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UK government has made ‘no progress’ towards improving lives of disabled people, charity says

The UK government failed to provide any ‘new evidence’ that it is improving the lives of disabled people at a United Nations hearing this week, according to Disability Rights UK.

Representatives from the UK government faced the UN’s disability committee in Geneva on Monday (18th March), after they refused to attend the last evidence session in August 2023.

The meeting was called to look at the progress the UK government has made to improve the lives of disabled people. This follows on from an inquiry in 2016 which found there were “grave and systemic” violations of disabled people’s rights to social security, independent living and to work.

UK policy ‘devalues’ lives of disabled people

Government representatives from England, Wales, Scotland and Northern Ireland first gave evidence on the progress the UK has made since the 2016 inquiry.

Speaking at the hearing, Alexandra Gowlland, the Deputy Director of the Disability Unit (part of the Equality Hub in the Cabinet Office) said: “The UK’s follow up reports, which we have previously submitted to the committee on the inquiry, demonstrate our ongoing commitment across the UK as a whole, and across England, Scotland, Wales and Northern Ireland individually, to support disabled people.

“The UK is fully committed to implementing the UN Convention of the right of person’s with disabilities. This is through legislation … and through policies that tackle the barriers faced by disabled people in order to realise their full participation and inclusion in society.”

Ms Gowland gave various examples of the policy and legislation the UK has implemented over the past few years (such as the BSL Act and the Down Syndrome Act) before handing over to representatives of the devolved administrations to outline specific action within their jurisdictions.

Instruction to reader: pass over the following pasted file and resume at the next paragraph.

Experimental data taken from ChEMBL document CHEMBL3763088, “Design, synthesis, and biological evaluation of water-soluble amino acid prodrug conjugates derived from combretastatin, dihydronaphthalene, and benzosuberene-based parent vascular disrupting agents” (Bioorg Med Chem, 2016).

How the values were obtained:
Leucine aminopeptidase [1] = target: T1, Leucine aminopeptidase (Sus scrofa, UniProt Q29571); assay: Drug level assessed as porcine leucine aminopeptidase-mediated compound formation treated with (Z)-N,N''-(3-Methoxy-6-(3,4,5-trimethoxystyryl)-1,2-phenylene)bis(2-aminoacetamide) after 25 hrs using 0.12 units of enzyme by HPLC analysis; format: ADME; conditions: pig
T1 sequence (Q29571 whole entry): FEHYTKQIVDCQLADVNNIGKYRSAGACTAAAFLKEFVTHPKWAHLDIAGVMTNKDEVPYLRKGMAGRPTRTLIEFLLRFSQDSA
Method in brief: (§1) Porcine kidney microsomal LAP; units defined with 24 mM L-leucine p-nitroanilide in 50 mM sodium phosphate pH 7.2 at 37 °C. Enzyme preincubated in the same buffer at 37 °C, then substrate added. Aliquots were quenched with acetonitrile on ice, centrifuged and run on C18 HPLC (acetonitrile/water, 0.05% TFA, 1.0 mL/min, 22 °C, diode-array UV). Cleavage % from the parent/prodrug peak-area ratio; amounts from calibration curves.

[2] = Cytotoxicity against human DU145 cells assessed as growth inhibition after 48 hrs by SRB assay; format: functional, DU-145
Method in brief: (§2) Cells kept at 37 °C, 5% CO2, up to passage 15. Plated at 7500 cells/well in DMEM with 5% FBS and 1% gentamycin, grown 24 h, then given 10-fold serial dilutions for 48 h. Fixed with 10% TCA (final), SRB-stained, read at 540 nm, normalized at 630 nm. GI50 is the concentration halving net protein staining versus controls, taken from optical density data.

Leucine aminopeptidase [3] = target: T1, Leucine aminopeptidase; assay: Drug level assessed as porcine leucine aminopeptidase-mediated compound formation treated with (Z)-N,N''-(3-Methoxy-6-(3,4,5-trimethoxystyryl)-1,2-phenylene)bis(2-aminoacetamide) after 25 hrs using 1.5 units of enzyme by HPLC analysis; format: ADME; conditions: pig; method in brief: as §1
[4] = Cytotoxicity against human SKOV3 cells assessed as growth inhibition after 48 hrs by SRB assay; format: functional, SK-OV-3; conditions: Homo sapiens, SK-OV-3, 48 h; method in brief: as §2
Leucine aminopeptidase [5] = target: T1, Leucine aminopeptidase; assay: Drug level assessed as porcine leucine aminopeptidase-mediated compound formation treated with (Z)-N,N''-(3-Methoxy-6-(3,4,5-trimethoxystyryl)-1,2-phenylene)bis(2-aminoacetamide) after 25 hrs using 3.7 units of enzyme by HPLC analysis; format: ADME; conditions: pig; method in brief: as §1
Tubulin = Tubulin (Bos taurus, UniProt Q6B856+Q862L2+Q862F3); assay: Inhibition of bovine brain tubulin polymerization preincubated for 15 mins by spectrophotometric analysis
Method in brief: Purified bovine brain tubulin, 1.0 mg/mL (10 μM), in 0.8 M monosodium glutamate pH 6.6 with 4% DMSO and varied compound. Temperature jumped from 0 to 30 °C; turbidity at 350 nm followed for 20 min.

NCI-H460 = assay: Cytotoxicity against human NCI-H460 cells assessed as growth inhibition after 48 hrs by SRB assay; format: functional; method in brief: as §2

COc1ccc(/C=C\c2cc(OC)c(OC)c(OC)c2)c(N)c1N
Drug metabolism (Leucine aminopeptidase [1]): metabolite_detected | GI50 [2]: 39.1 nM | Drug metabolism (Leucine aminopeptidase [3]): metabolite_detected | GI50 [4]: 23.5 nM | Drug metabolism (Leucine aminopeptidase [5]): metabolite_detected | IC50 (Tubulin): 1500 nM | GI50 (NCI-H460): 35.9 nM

However, the UK rapporteurs, who sit on the UN Committee for the Rights of Disabled People, described UK policy and practice as “a pervasive framework and rhetoric that devalues disabled people’s lives”.

Newer legislation ‘lacks transformative change’

The committee highlighted the ways the UK government has violated the UN’s Convention on the Rights of Disabled People (UNCRDP), including a regression of disabled people’s rights.

They challenged the absence of a holistic approach to delivering benefits, both across devolved governments and individuals with intersectional experiences.

Their questions to the UK Government ranged from benefit related deaths and the violence of the current social security system, to the rise in disabled people being institutionalised, incarcerated and the “increasing use of restraints, restrictive practice and coercion”.

Disability Rights UK says the government’s response to the rapporteurs’ questions “lacked any substantive answers”, with the representatives “mostly repeating” what they had already outlined during the oral evidence session.

The government continued to highlight the Disability Action Plan and Disability Strategy, but the charity says these pieces of legislation lack any ‘transformative change’.

Charity calls on public to challenge rights violations

Kamran Mallick, CEO of Disability Rights UK, said: “Although we are not surprised by the UK Government’s response today, we still feel that their refusal to properly engage with this process is an insult to all disabled people whose experiences are reflected in the evidence we’ve provided to the UN.

“Despite requesting a delay last year, they have provided us with no new evidence – instead signposting to plans and policies that create no transformative change. The delegation shared all the ways they believe they’ve created progress for disabled people’s rights – but they know, just as we do, that no progress has been made. In fact, we have gone backwards.

“Accessing our basic support is not a luxury – whether that be getting a GP appointment on the day that you call, or having a social security system that works for all of us. Just because our government refuses to take responsibility on their failure to deliver this, that doesn’t mean that it’s not unacceptable.

“The world is watching, and UK government can no longer claim to be a leader in disability rights. We will continue to challenge these rights violations and ask that you join us by writing to your MP and supporting the Disabled People’s Manifesto.”

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